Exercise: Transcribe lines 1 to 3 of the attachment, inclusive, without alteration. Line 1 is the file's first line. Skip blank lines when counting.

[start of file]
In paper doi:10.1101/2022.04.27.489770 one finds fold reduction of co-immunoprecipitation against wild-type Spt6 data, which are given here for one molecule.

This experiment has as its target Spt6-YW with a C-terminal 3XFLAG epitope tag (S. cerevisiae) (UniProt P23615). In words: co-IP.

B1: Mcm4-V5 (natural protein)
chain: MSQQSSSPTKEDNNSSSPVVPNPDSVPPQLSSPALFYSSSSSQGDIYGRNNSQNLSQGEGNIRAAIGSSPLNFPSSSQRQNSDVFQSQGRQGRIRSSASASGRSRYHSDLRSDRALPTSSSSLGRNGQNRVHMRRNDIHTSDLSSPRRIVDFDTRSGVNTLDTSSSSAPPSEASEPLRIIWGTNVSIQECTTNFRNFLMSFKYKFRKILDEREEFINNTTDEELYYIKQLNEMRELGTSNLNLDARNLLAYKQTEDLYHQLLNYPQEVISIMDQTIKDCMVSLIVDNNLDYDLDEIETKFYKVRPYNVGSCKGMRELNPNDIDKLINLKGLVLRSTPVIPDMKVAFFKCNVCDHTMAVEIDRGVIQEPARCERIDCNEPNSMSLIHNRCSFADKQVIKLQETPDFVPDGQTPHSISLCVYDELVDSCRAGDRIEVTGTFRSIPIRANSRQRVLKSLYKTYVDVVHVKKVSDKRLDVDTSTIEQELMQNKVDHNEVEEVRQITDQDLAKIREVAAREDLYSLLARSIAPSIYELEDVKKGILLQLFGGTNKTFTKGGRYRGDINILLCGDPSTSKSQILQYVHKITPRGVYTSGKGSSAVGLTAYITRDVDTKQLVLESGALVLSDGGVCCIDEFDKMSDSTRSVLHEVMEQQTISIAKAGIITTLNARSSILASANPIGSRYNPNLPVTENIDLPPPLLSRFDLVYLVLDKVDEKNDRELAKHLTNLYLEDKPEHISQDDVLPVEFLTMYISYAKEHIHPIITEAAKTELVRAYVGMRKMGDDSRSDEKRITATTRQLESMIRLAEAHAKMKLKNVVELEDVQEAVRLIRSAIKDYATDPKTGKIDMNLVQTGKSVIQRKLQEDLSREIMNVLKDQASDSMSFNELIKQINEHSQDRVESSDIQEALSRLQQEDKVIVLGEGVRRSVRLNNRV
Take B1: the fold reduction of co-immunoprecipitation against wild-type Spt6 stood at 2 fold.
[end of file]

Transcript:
In paper doi:10.1101/2022.04.27.489770 one finds fold reduction of co-immunoprecipitation against wild-type Spt6 data, which are given here for one molecule.

This experiment has as its target Spt6-YW with a C-terminal 3XFLAG epitope tag (S. cerevisiae) (UniProt P23615). In words: co-IP.

B1: Mcm4-V5 (natural protein)